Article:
In 24 stormy hours this World Cup lost Brazil, Argentina, the cabaret that is Diego Maradona and Ghana, Africa's last hope. Finally it waved goodbye, too, to a stereotype. From the old mechanical Germany has emerged a youthful majesty.

At last a straw of consolation for England. Lionel Messi and Argentina were crushed even more savagely than trudging England, who at least managed a goal in their 4-1 beating in Bloemfontein. Germany strode from the scene of that rout to score four without reply against Maradona's Argentina, before Spain came through a dramatic encounter with Paraguay to join them in Wednesday's semi-final in Durban. The urge to mourn the loss of the two South American superpowers had to be resisted as Joachim Löw's men displayed the new German radiance with goals from Thomas Müller, Arne Friedrich and Miroslav Klose, who scored twice on the day he earned his 100th cap.

Germany's supporters were seized by euphoric disbelief as they swept out of Cape Town's Green Point Stadium into a soft winter sunset. The great German ensemble of Franz Beckenbauer and Gerd Müller are the foundation of the country's footballing identity but this generation have rewritten the manual on what the Nationalmannschaft should aspire to be. This is self-reinvention on a scale unknown in recent European football and one England would be wise to copy.

The longshot of German brilliance has romped home at a World Cup where none of the individual aristocrats shone. Against a German team beautifully endowed to make their 4-2-3-1 formation swamp the opposition Messi joined the ranks of innocuous household names. Wayne Rooney, Cristiano Ronaldo and Kaká were also snuffed out. Messi was the best of them but in this quarter-final there were few of the weaving runs and piercing shots that illuminate his play for Barcelona.

Into the gap left by the headline acts have jumped a crop of vibrant German youngsters who had no right to expect that success in last summer's European Under-21 championship could be followed by eight goals against England and Argentina and a semi-final meeting with Spain. Some thought a collision with Messi, Carlos Tevez and Javier Mascherano would bring the end of this spectacular evolution, for now, but Müller, Mesut Ozil (nicknamed "Messi" by his team-mates), Jérôme Boateng and Bastian Schweinsteiger – the best midfielder in this competition – crashed straight through it, though Müller is suspended for Wednesday's game after picking up a yellow card for handball.

A World Cup needs not only memorable games and fine individual but also stories. Ghana becoming the first African country to reach a semi-final would have been one, as would Maradona lifting the trophy 24 years after he held it as a player and six years after a cocaine-induced heart emergency put him on a respirator. These two narratives were shredded by Uruguay on Friday and Germany in a game that left Maradona feeling he had been "kicked in the face".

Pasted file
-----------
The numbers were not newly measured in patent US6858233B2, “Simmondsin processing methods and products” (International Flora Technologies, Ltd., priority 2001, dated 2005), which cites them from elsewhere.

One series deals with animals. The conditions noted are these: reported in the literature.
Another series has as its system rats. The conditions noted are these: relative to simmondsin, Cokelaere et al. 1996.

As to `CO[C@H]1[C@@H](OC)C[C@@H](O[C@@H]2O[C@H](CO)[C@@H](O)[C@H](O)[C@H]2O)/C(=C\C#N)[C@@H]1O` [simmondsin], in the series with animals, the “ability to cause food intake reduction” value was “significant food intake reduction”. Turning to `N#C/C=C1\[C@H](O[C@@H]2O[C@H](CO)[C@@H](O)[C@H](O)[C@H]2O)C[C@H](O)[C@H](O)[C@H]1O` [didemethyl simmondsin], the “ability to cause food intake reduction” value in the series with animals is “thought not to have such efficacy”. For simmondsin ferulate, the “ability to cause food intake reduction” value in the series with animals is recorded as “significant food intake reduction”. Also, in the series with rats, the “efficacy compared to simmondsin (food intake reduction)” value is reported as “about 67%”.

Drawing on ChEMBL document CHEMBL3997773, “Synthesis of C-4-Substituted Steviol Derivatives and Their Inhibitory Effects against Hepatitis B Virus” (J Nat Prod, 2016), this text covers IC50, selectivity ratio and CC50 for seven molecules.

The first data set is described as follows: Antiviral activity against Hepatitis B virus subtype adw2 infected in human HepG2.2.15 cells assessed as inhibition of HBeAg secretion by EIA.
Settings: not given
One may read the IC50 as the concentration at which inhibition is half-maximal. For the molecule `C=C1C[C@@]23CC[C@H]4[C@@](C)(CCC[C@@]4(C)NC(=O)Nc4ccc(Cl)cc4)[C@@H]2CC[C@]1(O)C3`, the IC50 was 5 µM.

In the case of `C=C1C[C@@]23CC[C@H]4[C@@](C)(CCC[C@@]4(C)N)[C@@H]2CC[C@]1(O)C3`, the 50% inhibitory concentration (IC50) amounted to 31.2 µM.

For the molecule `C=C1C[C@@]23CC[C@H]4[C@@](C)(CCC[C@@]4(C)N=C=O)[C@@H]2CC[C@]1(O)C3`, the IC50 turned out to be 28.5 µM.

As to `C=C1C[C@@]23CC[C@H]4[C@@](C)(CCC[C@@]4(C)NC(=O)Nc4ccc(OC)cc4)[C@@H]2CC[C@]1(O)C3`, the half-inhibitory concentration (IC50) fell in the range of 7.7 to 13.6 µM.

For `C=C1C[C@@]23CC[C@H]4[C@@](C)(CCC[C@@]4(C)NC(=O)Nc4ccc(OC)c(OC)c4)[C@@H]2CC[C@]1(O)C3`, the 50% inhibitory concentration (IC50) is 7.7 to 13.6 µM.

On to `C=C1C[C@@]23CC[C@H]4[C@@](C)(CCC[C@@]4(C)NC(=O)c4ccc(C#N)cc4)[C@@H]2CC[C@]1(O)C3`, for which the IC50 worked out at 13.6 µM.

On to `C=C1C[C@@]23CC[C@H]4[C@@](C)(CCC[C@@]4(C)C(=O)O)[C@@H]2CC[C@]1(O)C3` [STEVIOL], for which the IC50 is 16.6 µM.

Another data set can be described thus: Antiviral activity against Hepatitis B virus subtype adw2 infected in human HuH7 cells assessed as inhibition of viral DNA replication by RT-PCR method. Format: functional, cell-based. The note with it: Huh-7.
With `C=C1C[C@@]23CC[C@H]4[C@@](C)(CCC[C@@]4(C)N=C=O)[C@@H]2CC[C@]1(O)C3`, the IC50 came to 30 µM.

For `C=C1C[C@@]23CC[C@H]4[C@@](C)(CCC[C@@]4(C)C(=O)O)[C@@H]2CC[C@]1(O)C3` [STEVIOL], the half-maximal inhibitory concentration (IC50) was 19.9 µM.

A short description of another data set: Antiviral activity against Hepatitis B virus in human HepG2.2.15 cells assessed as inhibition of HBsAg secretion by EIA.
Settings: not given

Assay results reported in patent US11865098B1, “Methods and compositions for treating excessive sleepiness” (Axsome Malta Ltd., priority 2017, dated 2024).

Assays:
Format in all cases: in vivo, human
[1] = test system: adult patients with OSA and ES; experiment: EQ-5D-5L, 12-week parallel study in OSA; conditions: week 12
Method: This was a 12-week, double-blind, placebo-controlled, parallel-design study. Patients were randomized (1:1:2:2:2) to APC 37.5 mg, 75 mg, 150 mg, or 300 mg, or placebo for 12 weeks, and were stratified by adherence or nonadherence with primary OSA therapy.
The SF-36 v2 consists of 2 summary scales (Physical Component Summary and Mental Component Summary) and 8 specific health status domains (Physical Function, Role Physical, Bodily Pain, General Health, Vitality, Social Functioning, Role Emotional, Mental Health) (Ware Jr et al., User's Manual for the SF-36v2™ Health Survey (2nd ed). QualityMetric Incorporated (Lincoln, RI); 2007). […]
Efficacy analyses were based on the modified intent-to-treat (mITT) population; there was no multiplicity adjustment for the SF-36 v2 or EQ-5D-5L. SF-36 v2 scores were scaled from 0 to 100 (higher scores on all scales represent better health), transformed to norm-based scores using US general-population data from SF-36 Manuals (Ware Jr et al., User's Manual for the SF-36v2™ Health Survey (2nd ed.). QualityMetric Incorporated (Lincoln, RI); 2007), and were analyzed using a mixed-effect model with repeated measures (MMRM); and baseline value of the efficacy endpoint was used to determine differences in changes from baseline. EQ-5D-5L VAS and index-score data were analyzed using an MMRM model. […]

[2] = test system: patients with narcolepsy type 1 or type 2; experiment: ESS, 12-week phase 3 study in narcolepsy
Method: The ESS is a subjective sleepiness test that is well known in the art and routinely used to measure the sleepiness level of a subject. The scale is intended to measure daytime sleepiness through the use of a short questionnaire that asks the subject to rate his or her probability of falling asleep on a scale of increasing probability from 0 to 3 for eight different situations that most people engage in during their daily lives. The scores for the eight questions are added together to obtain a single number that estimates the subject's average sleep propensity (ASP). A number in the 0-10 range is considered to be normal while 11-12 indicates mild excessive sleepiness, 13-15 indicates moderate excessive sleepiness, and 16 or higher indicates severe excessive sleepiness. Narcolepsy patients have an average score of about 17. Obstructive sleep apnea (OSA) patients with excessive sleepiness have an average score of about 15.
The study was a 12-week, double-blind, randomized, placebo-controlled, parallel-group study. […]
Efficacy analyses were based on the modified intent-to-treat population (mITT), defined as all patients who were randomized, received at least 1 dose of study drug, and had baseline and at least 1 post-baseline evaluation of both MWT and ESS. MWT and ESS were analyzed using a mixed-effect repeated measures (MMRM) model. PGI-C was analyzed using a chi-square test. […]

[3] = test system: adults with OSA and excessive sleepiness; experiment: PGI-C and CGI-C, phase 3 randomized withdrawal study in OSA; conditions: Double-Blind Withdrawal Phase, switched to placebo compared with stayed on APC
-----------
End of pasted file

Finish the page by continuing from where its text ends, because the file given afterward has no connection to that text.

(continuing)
The charge sheet against El Diego, the manager, will read that he left Esteban Cambiasso and Javier Zanetti at home, made too little use of Diego Milito, Inter's Champions League-winning striker, and failed to draw the best from Messi, who wandered around the pitch without claiming a sufficiently advanced position for him to inflict his usual damage. Another inexplicable Maradona decision was the selection of Maxi Rodríguez (who has looked geriatric at Liverpool) instead of Juan Sebastián Verón in central midfield.

Nicolás Otamendi, meanwhile, was a disaster at right-back, committing foul after foul in threatening positions. His hack at Lukas Podolski produced the free-kick from which Müller glided in to score with his head after three minutes. Germany endured numerous torrid phases in mid-game before Klose extended their lead on 68 minutes, Friedrich added a third six minutes later and Klose embellished his contribution with a somersault to commemorate Germany's fourth a minute from time.

This was a mighty, exhilarating triumph that adds a new template to the international style book. "It was a true champions' performance," Löw said, perhaps getting ahead of himself, given that there are still two games to win. Plagiarism will not be easy. To copy the new German method requires world-class central orchestration (Schweinsteiger), speed and accuracy along the flanks (Müller, Podolski), creativity in the No10 position (Ozil) and reliable finishing (Klose).

Löw says the great shift to youth was made after they lost to Spain in the final of Euro 2008 but his employers instituted the reforms that have produced more speed, more skill and fresh tactical intelligence after the premature exit at Euro 2000. At the 2006 World Cup on German soil Jürgen Klinsmann abandoned the automated style that had helped the country win three world and three European titles but only now has a fresh wave of talent arrived to complete the transformation. Michael Ballack, the heart of the German team for almost a decade, is a spectator at the rebirth.

"The fact we won't have Müller in the semi-final is a serious blow," Löw said. "He's shown just how dangerous he is. He's everywhere on the pitch."

What Argentina would give to be fretting about one suspension instead of the demolition of their hopes and Maradona's credibility. They took a wild gamble and it came up empty, Germany drew up a scheme and watched it shine. Planning never looked so pretty.